CLEVELAND — A lot of the initial reaction I saw to Donald Trump’s speech here Thursday night was that it was dark, fear-mongering, too negative about the state of the country. And in a lot of ways, that’s true. But to understand why, I present two pieces of evidence. First is how Americans feel about the direction of the country, as measured by a large series of opinion polls:
The current figure — with more than two-thirds saying we’re heading in the wrong direction, and not quite a quarter saying the right direction — is the worst in almost 4.5 years, which itself was the highest since late 2008. In 2008, that level of dissatisfaction was enough to force a change in partisan control of the White House. Had Barack Obama’s re-election been in November 2011 instead of November 2012, the discontent probably would have been enough to push it back again. News flash: If the opposition party sees those kinds of numbers, it isn’t going to go against voters and tell them everything’s fine and dandy. It’s going to campaign in a way that reflects that widespread — and steadily rising — sentiment of disgust.
And why might that sentiment be so strong, and so steadily rising? Here’s an idea:
The news lately has been relentlessly negative. Working backward: police shot and killed in Baton Rouge, an attempted coup in Turkey, scores of innocents run over in Nice, police slain in Dallas, black men killed by cops in St. Paul and Baton Rouge — and that’s just in the past two weeks. There were many fears of violence in Cleveland this week, which thankfully did not come to pass. On Thursday, 10 people were arrested in connection with a planned terror attack at the Rio Olympics. That’s a lot of death and hate and anger and sadness for people to process, and it has been going on this way for a while. Add to that the constant reports of how the economy isn’t working for most people, how wages have been stagnant, etc. It’s no wonder people think things are going badly.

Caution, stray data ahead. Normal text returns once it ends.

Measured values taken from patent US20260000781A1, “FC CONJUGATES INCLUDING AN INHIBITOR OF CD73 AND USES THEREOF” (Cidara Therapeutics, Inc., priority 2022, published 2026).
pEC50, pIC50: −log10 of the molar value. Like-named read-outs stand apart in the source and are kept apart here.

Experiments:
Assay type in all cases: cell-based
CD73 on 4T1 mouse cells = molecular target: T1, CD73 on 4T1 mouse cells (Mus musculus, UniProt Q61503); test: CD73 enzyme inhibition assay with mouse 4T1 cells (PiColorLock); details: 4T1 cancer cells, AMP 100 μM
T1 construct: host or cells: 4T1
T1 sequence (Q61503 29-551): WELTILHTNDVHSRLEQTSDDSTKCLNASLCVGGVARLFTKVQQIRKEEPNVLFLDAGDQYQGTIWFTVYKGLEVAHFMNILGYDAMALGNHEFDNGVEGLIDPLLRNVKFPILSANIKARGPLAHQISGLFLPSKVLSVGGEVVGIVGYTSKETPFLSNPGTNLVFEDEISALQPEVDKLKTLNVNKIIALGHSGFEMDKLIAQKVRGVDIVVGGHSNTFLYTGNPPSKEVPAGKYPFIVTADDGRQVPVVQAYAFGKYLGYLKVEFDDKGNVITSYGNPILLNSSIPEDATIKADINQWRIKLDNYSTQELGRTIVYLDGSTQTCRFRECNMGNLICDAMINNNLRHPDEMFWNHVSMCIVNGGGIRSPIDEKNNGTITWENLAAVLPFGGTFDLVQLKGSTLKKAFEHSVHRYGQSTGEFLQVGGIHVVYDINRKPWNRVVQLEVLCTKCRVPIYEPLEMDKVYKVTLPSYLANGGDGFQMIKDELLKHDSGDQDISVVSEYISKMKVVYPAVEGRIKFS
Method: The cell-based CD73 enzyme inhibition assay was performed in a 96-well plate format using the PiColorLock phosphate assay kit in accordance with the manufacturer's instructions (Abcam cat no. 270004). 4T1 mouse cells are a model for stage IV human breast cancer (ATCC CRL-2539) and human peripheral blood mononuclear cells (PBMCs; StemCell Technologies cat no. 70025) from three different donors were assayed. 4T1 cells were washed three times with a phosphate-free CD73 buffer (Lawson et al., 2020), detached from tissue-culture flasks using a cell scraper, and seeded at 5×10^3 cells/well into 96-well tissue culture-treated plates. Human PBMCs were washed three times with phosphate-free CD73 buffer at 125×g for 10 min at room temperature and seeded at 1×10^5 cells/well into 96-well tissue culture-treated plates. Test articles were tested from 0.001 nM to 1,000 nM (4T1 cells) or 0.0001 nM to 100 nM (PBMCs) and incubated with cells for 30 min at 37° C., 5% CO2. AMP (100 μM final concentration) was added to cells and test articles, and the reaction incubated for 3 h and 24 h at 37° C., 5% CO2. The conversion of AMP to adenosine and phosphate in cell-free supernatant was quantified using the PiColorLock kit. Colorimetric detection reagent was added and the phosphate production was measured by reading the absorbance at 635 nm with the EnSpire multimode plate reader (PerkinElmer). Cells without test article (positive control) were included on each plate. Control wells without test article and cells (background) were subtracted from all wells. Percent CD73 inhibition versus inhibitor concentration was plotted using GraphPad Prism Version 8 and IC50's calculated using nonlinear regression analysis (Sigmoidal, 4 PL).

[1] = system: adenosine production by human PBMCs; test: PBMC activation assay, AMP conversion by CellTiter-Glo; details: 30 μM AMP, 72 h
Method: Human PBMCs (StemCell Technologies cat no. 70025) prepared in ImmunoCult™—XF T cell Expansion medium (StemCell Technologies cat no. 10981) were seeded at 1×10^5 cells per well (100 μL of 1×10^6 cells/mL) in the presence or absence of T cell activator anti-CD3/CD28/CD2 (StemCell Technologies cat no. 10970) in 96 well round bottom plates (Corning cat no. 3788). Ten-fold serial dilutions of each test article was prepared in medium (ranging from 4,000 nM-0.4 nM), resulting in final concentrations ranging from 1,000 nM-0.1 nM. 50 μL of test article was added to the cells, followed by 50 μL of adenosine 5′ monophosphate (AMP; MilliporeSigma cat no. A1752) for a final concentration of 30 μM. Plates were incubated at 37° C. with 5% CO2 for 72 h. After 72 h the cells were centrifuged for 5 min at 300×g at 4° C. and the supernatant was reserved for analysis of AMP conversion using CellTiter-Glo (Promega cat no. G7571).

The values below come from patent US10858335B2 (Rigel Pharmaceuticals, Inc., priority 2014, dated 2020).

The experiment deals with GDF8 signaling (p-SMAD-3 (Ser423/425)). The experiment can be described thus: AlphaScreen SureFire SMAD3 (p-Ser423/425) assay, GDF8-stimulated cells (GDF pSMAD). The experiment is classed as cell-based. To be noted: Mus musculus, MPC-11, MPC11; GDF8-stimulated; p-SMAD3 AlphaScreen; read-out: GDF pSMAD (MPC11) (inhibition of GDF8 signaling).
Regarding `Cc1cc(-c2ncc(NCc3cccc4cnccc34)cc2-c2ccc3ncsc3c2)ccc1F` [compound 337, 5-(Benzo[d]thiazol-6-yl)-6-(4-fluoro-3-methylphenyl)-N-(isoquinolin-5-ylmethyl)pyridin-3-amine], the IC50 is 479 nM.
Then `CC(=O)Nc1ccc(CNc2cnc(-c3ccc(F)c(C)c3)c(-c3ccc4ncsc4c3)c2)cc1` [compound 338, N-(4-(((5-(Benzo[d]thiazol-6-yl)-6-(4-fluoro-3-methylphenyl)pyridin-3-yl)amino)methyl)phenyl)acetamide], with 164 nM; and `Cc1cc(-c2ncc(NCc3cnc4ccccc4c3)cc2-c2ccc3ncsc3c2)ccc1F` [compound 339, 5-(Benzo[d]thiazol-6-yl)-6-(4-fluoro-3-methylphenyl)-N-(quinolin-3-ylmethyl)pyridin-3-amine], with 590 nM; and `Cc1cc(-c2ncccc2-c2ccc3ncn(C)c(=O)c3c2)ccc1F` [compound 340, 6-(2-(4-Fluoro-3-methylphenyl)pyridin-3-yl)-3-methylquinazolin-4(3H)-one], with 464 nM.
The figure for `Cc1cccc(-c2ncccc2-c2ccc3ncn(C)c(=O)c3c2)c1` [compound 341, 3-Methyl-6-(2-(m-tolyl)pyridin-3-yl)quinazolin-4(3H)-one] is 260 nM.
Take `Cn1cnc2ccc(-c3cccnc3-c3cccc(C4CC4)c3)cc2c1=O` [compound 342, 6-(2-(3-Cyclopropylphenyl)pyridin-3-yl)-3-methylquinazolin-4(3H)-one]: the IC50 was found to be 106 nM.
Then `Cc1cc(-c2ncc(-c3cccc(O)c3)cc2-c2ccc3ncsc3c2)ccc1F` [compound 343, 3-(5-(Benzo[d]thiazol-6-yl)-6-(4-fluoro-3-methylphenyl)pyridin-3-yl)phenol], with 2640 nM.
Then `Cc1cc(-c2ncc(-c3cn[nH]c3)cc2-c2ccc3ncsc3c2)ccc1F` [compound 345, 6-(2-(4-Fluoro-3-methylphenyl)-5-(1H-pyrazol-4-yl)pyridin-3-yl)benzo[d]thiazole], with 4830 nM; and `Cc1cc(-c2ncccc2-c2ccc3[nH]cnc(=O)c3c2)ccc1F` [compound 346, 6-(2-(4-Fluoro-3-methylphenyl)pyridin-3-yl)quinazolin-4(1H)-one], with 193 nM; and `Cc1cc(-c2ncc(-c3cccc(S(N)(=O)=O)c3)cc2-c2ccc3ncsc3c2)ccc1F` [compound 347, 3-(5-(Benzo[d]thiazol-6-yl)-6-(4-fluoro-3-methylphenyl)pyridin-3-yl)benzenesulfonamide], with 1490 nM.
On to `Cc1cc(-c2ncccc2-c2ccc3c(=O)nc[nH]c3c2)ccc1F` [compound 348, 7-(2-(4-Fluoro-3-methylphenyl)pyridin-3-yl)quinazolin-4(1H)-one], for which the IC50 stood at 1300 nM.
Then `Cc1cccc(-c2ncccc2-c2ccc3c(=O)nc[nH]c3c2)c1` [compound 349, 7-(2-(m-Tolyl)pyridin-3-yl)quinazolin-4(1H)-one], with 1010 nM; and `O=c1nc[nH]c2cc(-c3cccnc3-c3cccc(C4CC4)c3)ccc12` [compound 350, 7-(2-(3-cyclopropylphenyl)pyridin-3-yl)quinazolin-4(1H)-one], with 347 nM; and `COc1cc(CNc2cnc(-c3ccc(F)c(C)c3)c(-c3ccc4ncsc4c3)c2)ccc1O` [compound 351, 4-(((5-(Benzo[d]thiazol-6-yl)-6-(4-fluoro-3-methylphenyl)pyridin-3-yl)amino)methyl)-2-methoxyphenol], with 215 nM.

We would like to think those running for an office such as the U.S. presidency would pitch a more optimistic view of the future, of empowerment rather than paternalism, of inclusiveness rather than closed doors. But “hope and change” has been tried and found wanting, and the voting public seems in little mood to entertain a sunny disposition. Face it: None of the final four candidates this year (Trump, Ted Cruz, Hillary Clinton and Bernie Sanders) is what you’d call a happy warrior. That group basically includes three populists and a technocrat who succeeded in spite of herself.
Now, are our problems as intractable as we believe them to be? After all, if things aren’t as sunny as in 1984 or 1996, they aren’t as gloomy as in 1932 either.
Well, maybe not to those of us who live in circumstances that aren’t as dark and desperate as Trump outlined Thursday. But plenty of others do live where there’s generational poverty, rampant joblessness and criminality, declining standards of living, and little hope for anything different in the near future. Those were the people Trump was trying to reach, I think. And simply being acknowledged might seem like optimism compared to being ignored.
We’ll have to wait to see if it worked. And I’ve long since been on record saying I don’t think Trump has the right solutions to those problems, a position that didn’t change Thursday night. I’ll get back to that soon enough. But for now, it’s worth pointing out Trump is reflecting his audience’s beliefs more than shaping them. That isn’t really leadership, not on its own, but it has proven so far to be good politics.